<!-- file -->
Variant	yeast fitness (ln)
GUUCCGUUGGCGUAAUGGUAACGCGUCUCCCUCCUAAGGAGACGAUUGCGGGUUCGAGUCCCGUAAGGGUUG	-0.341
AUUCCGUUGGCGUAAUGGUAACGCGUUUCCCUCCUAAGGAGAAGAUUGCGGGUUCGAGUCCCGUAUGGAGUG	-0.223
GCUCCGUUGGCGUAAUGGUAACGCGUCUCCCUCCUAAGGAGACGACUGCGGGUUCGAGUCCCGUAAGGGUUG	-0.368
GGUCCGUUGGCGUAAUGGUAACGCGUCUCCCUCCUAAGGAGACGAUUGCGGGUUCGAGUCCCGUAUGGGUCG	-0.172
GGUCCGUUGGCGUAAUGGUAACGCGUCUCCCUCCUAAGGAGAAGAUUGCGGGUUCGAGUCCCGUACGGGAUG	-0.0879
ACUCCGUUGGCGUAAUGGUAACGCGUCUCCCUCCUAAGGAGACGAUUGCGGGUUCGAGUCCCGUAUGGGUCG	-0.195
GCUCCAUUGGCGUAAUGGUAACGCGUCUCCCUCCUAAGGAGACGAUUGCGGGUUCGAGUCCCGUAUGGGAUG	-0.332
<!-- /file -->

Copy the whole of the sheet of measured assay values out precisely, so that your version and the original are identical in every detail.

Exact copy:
Variant	yeast fitness (ln)
GUUCCGUUGGCGUAAUGGUAACGCGUCUCCCUCCUAAGGAGACGAUUGCGGGUUCGAGUCCCGUAAGGGUUG	-0.341
AUUCCGUUGGCGUAAUGGUAACGCGUUUCCCUCCUAAGGAGAAGAUUGCGGGUUCGAGUCCCGUAUGGAGUG	-0.223
GCUCCGUUGGCGUAAUGGUAACGCGUCUCCCUCCUAAGGAGACGACUGCGGGUUCGAGUCCCGUAAGGGUUG	-0.368
GGUCCGUUGGCGUAAUGGUAACGCGUCUCCCUCCUAAGGAGACGAUUGCGGGUUCGAGUCCCGUAUGGGUCG	-0.172
GGUCCGUUGGCGUAAUGGUAACGCGUCUCCCUCCUAAGGAGAAGAUUGCGGGUUCGAGUCCCGUACGGGAUG	-0.0879
ACUCCGUUGGCGUAAUGGUAACGCGUCUCCCUCCUAAGGAGACGAUUGCGGGUUCGAGUCCCGUAUGGGUCG	-0.195
GCUCCAUUGGCGUAAUGGUAACGCGUCUCCCUCCUAAGGAGACGAUUGCGGGUUCGAGUCCCGUAUGGGAUG	-0.332